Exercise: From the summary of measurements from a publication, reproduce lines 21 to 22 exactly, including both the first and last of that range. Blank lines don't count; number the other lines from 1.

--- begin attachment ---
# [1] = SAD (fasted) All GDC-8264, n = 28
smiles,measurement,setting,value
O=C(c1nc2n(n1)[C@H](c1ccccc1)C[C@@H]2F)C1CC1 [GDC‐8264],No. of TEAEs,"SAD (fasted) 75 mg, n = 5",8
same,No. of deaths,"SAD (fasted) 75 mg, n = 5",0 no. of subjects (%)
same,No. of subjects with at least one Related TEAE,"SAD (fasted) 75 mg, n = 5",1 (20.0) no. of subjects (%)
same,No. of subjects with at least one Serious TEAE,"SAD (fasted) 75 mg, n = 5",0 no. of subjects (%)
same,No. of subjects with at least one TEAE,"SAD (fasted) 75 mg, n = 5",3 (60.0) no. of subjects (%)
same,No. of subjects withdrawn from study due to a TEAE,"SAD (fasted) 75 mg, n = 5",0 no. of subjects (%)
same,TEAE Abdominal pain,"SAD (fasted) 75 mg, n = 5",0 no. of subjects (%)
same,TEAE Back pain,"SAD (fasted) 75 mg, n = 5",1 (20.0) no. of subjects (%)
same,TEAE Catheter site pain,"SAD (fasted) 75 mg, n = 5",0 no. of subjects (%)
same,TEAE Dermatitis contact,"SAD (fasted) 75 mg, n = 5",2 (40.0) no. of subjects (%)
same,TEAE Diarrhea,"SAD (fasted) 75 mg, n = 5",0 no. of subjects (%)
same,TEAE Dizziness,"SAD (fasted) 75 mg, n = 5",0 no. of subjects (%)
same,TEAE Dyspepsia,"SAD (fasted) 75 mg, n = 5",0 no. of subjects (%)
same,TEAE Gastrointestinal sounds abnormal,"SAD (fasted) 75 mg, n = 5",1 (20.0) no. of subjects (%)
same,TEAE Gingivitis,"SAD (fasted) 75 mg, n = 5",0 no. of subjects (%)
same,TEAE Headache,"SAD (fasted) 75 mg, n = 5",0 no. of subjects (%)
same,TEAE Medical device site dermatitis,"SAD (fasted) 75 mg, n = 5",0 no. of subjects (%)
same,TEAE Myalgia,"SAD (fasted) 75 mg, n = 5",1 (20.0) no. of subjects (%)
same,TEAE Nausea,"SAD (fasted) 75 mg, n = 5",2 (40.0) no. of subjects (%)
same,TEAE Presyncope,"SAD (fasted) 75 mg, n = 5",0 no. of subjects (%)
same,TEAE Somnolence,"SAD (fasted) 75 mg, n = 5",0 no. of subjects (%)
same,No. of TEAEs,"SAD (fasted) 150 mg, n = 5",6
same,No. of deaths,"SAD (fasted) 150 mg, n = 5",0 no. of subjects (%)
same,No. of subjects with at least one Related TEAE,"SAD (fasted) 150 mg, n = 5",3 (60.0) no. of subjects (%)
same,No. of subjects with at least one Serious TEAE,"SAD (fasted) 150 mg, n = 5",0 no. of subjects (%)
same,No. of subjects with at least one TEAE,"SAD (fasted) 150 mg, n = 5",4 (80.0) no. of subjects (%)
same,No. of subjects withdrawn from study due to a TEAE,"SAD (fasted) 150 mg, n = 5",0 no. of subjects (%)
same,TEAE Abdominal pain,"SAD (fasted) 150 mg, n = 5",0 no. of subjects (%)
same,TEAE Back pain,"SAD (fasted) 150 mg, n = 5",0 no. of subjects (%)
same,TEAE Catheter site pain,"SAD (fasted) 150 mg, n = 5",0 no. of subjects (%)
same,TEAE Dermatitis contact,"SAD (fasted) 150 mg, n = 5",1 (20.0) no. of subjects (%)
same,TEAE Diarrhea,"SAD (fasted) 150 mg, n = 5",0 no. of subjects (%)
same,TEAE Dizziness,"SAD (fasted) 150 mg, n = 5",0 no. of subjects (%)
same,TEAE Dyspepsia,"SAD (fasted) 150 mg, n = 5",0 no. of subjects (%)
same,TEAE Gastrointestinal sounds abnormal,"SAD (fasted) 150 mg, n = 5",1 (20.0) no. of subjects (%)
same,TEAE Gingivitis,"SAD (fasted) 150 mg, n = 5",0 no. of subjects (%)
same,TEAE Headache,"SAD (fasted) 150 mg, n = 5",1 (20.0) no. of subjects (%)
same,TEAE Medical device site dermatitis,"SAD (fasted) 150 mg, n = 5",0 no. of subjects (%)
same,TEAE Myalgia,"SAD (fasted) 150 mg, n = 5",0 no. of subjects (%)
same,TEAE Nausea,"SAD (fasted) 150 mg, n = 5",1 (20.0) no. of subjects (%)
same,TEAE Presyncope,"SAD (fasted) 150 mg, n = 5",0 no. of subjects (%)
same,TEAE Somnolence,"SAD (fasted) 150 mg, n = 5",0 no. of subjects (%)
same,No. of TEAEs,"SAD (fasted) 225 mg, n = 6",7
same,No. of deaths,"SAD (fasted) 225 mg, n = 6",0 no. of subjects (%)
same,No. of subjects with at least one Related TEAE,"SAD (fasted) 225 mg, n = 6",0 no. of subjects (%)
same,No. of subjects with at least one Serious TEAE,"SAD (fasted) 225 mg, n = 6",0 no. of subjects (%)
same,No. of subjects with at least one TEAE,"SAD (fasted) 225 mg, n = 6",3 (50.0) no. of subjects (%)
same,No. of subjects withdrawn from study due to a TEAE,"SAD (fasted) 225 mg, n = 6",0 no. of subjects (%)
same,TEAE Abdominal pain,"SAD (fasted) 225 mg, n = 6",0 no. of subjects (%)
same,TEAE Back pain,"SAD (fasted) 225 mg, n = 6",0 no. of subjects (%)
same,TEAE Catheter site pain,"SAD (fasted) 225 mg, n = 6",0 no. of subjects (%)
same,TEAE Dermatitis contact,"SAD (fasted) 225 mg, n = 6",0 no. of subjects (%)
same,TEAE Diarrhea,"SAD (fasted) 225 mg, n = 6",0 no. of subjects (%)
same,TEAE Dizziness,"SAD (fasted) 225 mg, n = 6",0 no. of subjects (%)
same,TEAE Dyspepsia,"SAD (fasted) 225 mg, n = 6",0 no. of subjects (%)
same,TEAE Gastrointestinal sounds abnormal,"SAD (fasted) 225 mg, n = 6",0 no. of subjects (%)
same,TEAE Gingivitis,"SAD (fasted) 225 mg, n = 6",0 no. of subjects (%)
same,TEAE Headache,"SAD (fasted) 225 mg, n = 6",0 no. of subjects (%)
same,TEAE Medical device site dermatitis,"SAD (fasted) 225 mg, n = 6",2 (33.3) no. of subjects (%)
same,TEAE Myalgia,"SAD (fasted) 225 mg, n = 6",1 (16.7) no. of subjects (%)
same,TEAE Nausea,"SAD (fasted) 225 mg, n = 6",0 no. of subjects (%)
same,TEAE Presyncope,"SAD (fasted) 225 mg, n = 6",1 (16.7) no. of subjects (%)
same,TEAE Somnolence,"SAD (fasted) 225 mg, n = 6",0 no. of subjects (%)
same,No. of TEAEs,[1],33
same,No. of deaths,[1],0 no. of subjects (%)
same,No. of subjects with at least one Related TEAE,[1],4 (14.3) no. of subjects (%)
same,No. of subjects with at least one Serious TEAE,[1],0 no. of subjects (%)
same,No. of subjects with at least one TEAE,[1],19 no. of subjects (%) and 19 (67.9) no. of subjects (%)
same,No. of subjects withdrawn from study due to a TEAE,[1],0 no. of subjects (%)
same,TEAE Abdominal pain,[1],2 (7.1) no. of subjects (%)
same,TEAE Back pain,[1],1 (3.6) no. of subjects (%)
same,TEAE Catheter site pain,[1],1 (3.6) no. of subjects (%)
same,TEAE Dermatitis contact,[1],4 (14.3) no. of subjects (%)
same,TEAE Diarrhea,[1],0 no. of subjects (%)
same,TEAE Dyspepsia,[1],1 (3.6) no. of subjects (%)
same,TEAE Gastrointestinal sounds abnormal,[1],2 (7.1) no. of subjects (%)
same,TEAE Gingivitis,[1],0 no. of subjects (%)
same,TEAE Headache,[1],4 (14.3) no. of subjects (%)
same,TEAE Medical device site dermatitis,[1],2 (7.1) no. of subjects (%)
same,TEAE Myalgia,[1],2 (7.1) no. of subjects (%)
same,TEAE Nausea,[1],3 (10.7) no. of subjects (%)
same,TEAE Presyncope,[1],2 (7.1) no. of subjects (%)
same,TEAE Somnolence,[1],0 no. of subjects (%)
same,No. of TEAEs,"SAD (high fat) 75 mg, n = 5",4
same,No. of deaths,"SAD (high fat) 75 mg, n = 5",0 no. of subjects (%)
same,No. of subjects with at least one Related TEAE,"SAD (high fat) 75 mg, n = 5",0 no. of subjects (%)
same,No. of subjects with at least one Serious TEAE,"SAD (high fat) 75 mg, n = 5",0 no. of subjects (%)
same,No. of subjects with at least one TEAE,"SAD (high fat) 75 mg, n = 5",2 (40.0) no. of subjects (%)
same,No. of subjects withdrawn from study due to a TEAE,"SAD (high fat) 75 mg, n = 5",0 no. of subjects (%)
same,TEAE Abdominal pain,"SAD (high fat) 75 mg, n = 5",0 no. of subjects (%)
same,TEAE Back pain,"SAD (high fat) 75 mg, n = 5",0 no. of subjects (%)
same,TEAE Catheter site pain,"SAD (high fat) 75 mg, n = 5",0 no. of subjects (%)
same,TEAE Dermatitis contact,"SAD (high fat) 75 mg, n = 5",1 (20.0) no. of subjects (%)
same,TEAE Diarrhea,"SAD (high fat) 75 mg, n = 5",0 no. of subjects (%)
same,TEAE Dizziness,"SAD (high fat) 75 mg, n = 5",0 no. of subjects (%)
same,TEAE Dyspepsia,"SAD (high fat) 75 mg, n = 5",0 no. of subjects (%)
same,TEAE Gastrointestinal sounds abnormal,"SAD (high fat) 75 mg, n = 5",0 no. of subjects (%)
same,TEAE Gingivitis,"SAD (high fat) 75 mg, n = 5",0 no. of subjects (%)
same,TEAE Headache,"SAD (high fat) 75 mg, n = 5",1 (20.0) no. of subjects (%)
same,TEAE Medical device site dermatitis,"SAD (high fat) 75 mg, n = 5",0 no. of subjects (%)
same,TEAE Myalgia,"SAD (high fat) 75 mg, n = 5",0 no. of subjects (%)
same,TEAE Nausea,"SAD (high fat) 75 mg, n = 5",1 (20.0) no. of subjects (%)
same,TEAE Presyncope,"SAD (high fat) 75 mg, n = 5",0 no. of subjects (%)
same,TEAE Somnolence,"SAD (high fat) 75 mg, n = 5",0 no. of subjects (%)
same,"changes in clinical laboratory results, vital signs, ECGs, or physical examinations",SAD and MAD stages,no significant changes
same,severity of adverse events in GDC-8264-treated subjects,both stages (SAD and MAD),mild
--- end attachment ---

same,TEAE Nausea,"SAD (fasted) 75 mg, n = 5",2 (40.0) no. of subjects (%)
same,TEAE Presyncope,"SAD (fasted) 75 mg, n = 5",0 no. of subjects (%)